Dave Hopla, famous NBA shot doctor, worked with most NBA stars during the early 2000s (worked with Kobe, was shooting coach for the Bucks in late 90s and coached Ray Allen, still does til this day).
he makes 26 in a row in one minute. notice in the video his form is literally the same every time and you can tell he's a major perfectionist. that's what it takes, be critical of your technique, set goals for yourself and then repeat ad nauseum.
Also a great way to be REALLY critical of your shooting is to only count swishes. this is what a lot of pro players do during their drills, they only count pure jump shots as a way to reinforce what they are practicing for. Dave Hopla talks a lot about this too, he only counts swishes when he does drills. I've done this before and it really helps to picture it that way.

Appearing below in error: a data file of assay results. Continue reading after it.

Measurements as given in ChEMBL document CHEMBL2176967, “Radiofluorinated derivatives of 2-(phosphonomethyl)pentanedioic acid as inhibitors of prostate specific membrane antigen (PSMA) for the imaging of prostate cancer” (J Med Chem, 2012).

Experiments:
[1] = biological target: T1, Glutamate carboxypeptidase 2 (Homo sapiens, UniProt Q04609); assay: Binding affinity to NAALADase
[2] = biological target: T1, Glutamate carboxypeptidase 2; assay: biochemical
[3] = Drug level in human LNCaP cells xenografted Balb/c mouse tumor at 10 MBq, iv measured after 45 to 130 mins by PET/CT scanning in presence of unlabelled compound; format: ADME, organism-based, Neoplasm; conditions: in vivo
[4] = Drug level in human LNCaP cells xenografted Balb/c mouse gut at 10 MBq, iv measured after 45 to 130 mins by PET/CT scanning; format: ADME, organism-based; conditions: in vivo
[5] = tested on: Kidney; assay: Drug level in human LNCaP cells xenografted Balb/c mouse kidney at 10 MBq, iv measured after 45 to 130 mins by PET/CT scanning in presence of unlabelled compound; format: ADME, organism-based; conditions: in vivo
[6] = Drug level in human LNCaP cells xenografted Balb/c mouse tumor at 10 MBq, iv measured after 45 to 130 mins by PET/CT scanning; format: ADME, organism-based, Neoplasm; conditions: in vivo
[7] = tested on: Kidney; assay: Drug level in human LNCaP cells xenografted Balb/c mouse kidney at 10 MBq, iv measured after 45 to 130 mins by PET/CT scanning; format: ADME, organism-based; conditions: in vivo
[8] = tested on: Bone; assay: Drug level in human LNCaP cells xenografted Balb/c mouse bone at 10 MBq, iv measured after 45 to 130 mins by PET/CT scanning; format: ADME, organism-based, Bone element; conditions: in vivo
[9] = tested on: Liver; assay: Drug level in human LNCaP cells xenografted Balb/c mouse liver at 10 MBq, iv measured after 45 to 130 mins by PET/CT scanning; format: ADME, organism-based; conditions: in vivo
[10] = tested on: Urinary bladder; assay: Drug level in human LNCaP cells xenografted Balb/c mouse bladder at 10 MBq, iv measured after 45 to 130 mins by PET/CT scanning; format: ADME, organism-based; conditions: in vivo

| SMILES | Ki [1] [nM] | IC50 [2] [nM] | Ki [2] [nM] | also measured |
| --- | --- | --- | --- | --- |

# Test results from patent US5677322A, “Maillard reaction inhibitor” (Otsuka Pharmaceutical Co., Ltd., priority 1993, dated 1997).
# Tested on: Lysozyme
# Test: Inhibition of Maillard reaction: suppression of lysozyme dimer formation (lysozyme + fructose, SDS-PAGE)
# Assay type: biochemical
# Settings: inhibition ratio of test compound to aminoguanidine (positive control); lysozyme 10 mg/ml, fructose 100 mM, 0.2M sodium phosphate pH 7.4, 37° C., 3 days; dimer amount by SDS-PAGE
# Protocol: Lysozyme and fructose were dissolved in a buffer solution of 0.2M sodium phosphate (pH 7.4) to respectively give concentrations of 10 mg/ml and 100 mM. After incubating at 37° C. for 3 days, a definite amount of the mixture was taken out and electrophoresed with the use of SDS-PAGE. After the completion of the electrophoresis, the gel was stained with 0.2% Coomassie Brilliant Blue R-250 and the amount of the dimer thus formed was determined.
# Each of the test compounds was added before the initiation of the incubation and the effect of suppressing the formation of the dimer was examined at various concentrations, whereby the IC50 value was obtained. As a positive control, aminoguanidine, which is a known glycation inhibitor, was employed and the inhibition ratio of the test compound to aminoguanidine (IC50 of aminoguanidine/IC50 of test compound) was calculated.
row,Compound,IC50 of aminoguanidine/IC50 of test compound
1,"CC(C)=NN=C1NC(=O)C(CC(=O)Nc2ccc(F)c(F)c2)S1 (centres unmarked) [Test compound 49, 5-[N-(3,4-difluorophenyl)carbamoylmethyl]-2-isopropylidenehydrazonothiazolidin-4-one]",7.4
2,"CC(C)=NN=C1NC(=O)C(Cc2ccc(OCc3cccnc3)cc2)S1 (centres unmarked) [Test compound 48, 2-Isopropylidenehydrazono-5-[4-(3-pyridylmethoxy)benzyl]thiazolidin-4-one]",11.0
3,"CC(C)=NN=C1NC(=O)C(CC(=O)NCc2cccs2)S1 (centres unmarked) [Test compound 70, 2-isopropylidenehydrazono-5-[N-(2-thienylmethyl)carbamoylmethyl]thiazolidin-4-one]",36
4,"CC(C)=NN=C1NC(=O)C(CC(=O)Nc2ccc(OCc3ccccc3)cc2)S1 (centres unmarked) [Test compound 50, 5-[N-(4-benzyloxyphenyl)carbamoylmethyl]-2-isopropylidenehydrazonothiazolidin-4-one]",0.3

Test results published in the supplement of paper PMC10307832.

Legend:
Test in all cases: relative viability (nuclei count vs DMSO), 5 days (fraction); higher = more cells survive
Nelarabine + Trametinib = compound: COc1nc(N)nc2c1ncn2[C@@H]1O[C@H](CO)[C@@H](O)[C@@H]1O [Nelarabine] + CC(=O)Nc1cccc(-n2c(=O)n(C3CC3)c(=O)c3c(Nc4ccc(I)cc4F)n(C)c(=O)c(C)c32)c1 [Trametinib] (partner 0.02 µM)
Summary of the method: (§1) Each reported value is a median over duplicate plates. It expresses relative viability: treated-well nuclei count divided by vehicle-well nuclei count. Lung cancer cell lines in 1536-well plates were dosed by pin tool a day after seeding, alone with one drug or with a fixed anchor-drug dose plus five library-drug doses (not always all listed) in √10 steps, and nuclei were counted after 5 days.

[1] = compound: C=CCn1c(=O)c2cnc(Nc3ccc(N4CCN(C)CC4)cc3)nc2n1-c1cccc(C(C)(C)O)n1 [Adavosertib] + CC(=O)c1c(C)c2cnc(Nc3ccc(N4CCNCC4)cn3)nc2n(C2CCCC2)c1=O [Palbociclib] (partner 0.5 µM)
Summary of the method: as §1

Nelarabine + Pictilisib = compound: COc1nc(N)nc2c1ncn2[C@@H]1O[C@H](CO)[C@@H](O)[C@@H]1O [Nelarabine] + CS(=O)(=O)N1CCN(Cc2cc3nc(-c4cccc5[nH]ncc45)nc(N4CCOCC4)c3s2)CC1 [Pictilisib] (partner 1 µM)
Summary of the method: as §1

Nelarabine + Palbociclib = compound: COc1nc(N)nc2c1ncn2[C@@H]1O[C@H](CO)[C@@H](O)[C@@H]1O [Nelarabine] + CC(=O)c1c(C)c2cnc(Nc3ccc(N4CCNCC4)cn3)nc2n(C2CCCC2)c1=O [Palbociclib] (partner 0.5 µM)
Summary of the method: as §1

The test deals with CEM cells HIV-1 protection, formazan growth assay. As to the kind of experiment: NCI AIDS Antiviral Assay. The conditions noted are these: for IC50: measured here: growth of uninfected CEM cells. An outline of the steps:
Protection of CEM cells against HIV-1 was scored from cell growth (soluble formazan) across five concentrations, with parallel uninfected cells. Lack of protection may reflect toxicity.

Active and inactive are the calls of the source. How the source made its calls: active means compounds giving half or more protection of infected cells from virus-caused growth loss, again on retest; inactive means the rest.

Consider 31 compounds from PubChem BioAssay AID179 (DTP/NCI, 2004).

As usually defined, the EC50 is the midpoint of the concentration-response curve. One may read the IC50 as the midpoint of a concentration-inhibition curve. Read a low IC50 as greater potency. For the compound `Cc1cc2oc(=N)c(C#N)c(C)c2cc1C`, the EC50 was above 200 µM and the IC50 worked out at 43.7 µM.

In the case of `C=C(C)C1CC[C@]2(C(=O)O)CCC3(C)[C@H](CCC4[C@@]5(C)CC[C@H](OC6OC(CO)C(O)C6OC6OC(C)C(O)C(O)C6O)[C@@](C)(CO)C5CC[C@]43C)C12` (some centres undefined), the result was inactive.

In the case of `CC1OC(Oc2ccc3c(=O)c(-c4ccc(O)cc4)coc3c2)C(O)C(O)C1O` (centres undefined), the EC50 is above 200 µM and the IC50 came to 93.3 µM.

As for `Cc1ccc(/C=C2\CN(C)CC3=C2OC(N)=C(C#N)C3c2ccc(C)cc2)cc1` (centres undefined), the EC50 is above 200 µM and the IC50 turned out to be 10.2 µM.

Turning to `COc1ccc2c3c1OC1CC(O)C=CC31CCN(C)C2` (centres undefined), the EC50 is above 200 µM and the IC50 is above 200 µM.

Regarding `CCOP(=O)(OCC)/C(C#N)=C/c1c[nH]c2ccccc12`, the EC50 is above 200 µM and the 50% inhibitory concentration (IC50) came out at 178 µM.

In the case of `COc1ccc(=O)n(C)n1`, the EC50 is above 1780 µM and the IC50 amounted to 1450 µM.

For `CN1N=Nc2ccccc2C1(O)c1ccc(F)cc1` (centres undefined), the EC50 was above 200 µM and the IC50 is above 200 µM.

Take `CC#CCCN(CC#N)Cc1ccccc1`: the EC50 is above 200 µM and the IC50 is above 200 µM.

My highest ever is 34. I consider myself a pretty dead-eye FT shooter (something that was drilled into me since I was very young) and tbh most of my players are. I really hate to play lineups with guys that are a liability at the line. In my books, getting foul at the rim and missing the layup and having a poor free throw shooter have to shoot 2 free throws is as good as a stop to me. I never want to be that liability so I always practice my free throw shooting.
What I do in practice is this: I'll do mid range shooting for 10 minutes, then shoot 20 FTs (i usually only count swishes, if I make it but it rattles in it's a redo, some people count it as a miss, whatever the case, depends how meticulous you want to be about it). I try to aim for 15 and above (again only counting swishes, that's pretty hard). If I don't get my goal, by however much I missed it by, I run that many suicides. Then I'll do 3 pt shooting and repeat. It's great for getting in shape and great as well in terms of organizing your workout, really helps a lot for me.